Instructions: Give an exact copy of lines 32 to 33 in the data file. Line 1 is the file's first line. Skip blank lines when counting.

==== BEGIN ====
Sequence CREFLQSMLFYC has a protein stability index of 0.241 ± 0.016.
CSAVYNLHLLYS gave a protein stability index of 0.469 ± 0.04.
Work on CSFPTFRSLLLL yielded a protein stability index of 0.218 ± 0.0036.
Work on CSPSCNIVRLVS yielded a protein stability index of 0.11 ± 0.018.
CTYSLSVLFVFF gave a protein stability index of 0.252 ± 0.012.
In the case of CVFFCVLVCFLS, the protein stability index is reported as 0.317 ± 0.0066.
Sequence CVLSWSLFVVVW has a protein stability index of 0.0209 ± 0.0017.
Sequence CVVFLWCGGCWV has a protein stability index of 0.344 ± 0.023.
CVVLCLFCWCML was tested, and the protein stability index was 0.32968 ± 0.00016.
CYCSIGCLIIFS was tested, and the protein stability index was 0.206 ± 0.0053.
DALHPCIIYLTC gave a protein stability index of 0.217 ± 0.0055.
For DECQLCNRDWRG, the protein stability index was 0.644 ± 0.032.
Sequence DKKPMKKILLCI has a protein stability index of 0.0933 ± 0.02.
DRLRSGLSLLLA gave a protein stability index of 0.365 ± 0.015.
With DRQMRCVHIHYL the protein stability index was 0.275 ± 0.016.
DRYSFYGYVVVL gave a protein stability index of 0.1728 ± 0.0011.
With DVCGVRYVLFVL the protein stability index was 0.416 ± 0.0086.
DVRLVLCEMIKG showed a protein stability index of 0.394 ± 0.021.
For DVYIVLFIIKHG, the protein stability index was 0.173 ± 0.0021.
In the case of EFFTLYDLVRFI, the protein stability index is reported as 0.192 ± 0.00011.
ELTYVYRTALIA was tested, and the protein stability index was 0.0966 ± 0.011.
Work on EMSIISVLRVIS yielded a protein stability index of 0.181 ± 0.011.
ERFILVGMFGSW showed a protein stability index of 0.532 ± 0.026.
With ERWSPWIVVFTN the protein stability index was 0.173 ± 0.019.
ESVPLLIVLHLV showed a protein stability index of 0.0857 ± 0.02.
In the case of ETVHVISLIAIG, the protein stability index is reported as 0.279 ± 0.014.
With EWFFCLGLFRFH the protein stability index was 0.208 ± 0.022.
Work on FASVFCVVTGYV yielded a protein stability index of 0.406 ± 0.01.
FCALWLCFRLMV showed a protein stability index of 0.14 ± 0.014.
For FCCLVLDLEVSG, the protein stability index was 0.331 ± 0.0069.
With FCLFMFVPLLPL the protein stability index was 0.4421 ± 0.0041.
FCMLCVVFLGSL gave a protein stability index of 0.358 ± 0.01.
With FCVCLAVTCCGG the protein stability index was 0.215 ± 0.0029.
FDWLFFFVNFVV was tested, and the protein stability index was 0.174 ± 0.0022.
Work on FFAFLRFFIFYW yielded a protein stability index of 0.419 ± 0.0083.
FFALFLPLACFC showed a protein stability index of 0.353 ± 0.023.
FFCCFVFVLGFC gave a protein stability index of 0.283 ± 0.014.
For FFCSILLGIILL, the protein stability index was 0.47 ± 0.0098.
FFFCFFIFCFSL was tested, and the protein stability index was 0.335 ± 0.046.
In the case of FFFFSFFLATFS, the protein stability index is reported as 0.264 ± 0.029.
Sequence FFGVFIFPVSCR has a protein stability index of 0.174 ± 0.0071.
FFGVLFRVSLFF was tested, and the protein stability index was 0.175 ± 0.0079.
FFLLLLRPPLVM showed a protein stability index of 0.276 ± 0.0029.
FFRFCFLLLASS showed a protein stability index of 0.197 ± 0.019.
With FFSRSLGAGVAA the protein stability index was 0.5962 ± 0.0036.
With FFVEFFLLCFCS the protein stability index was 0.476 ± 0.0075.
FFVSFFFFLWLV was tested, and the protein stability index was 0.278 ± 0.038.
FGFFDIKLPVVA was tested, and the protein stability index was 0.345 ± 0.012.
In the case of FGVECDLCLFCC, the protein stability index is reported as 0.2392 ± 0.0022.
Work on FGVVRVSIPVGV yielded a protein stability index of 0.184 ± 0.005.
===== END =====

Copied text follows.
FCMLCVVFLGSL gave a protein stability index of 0.358 ± 0.01.
With FCVCLAVTCCGG the protein stability index was 0.215 ± 0.0029.